Your travel insurance may offer cover for flight delays or cancellations. This could include a lump sum based on the length of delay. Or it could be a refund for costs such as hotels, taxis and meals. However, many policies only cover delays due to adverse weather, strikes or aeroplane failure. So, they likely won’t pay out over the cancelled flights with TUI, BA and EasyJet.

Have a look at your policy to check if you can make a claim. If you have a packaged bank account, the bank or building society may provide travel insurance. Double-check the terms and conditions on that policy too.

According to the financial analyst Defaqto, the most common payout from insurers for an initial flight delay is £20. The maximum is £250.

Ceri McMillan from GoCompare says: “Some travel insurance policies may cover delays and cancellations, but this cover might depend on what your airline does, as well as the length of the delays and the policy that you have taken out. For instance, some policies may cover delays of up to 12 hours while others would only cover you if you have been delayed for 24 hours or more. Similarly, some insurers may cover for flight cancellations but may state that you can only claim if your cancelled flight was not rearranged within 24 hours. They may also require evidence from the airline that they are not providing a refund.

GoCompare travel insurance always recommends checking the details of a policy before you buy to ensure that you know what you are covered for before you travel, as the cover can vary massively.”

Am I entitled to any flight cancellation or delay compensation?

If your flight is cancelled or delayed, you may be entitled to hundreds of pounds in compensation. It depends on what caused the cancellation, the length of the flight, and how much notice you were given. If the disruption wasn’t the airline’s fault and was caused by “extraordinary circumstances”, such as extreme weather or drone disruption, you won’t be eligible for redress.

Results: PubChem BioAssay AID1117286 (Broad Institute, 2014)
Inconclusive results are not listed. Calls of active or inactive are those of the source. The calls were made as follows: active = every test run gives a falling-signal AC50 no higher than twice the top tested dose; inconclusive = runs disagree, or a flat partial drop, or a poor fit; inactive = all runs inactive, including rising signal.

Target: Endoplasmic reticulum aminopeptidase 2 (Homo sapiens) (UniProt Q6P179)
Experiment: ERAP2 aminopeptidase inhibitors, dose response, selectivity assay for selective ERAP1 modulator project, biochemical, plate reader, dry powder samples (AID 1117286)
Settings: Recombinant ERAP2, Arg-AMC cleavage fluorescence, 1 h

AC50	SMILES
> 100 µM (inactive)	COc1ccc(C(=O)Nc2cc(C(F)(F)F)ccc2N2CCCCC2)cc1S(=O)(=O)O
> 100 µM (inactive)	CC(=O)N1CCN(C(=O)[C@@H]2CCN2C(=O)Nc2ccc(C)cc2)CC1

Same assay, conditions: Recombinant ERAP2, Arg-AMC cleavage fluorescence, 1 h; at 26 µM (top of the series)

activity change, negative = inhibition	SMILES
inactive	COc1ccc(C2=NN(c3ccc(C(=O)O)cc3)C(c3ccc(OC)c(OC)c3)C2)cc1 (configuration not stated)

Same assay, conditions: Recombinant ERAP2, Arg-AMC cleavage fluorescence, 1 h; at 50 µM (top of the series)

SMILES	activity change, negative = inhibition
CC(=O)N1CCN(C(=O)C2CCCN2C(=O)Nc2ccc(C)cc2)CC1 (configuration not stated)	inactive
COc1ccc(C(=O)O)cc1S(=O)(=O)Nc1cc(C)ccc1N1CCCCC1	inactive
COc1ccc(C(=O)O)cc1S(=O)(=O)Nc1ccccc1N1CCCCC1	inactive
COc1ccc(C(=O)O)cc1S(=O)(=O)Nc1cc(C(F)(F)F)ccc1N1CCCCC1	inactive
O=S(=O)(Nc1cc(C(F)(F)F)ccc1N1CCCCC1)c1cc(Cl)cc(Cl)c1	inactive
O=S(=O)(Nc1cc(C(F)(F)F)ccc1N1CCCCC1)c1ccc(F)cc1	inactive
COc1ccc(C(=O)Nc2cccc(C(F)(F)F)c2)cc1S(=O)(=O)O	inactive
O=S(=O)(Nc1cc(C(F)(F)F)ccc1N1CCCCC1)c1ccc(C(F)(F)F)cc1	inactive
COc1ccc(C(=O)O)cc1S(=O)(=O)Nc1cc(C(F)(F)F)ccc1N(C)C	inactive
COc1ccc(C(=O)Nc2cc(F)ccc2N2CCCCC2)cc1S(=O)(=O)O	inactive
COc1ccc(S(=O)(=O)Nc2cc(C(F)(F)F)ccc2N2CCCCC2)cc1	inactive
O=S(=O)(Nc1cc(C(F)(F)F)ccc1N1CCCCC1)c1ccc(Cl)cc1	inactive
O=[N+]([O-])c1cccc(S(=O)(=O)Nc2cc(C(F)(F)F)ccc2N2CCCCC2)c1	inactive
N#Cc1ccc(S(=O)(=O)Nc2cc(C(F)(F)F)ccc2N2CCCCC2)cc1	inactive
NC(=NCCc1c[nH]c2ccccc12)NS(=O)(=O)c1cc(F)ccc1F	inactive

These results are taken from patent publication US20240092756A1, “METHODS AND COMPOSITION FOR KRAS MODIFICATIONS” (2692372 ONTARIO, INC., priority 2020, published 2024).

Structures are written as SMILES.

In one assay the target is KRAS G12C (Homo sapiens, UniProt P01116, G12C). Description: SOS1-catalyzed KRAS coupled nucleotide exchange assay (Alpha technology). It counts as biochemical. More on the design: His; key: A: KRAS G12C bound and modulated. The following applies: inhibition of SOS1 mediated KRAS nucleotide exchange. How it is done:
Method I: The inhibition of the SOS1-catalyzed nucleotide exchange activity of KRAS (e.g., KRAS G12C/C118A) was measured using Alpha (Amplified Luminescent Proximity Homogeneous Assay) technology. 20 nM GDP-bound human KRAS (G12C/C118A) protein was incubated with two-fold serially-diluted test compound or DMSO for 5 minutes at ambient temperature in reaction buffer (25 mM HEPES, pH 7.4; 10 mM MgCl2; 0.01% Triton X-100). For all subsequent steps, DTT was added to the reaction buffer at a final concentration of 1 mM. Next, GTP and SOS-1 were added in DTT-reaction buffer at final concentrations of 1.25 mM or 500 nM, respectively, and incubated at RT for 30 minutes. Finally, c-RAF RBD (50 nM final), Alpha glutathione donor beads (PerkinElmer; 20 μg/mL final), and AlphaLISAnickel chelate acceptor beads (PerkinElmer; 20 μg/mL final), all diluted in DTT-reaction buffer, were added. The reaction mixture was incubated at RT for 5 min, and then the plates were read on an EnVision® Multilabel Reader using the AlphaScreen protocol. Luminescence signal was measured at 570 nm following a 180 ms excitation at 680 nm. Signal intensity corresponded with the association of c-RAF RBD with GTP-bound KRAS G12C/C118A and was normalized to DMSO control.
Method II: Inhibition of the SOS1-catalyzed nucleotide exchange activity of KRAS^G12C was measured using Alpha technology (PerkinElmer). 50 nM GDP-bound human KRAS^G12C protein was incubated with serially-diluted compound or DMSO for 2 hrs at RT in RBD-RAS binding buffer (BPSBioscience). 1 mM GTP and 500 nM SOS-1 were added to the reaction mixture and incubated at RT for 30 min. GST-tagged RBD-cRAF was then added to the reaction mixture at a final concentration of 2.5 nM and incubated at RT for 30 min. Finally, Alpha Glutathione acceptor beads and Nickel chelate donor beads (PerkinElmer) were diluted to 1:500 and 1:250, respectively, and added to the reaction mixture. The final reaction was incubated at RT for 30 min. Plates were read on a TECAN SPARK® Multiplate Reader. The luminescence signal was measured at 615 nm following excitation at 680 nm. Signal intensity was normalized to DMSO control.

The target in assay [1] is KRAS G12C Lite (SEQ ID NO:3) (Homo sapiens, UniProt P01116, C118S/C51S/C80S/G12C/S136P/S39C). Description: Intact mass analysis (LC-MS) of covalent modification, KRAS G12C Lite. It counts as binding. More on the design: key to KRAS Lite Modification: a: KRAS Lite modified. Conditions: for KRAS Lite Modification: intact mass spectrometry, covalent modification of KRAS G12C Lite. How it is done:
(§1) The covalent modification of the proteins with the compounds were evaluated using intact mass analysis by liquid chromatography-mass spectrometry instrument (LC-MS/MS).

However, the current chaos at UK airports is generally caused by staff shortages. In these circumstances, those airlines should pay compensation for cancelled flights.

How much compensation could I get?

If you received fewer than seven days’ notice of the cancellation, you can claim a payout based on the timings of the alternative flight. If the flight is under 1,500km (such as Glasgow to Amsterdam), you can claim £220 for delays of at least two hours.

For 1,500km – 3,500km journeys (such as Manchester to Marrakech), you must be delayed by at least three hours to receive £350 redress.

Passengers on long-haul flights of more than 3,500km (like Heathrow to Singapore) are entitled to compensation of £260 or £520 depending on the delay.

It’s important to note that delays are measured against the arrival time of your flight and not the departure time. Compensation for cancellations or delays with less than seven days notice is shown in the table below.

Swipe to scroll horizontally
Flight distanceDelay to arrival timeCompensations
Under 1,500kmAt least 2 hours£220
1,500 - 3,500kmAt least 3 hours£350
More than 3,500kmAt least 3 hoursUp to £520 (depending on delay)

If you are told about the cancellation between seven and 14 days before you are due to fly, the compensation rules are slightly different. Payouts will range from £110 to £520.

The above applies as long as you were flying from a UK airport on any airline, arriving at a UK airport on an EU or UK airline, or arriving at an airport in the EU on a UK airline.

If you receive more than two weeks’ notice, you are not entitled to any compensation. However, you must still be given the option to rebook your journey or be paid a cash refund.

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Ruth Emery
Contributor to our sister brand The Money Edit

Ruth is passionate about helping people feel more confident about their finances. She was previously editor of Times Money Mentor, and prior to that was deputy Money editor at The Sunday Times. 

A multi-award-winning journalist, Ruth started her career on a pensions magazine at the FT Group, and has also worked at Money Observer and Money Advice Service. 

Outside of work, she is a mum to two young children, a magistrate and an NHS volunteer.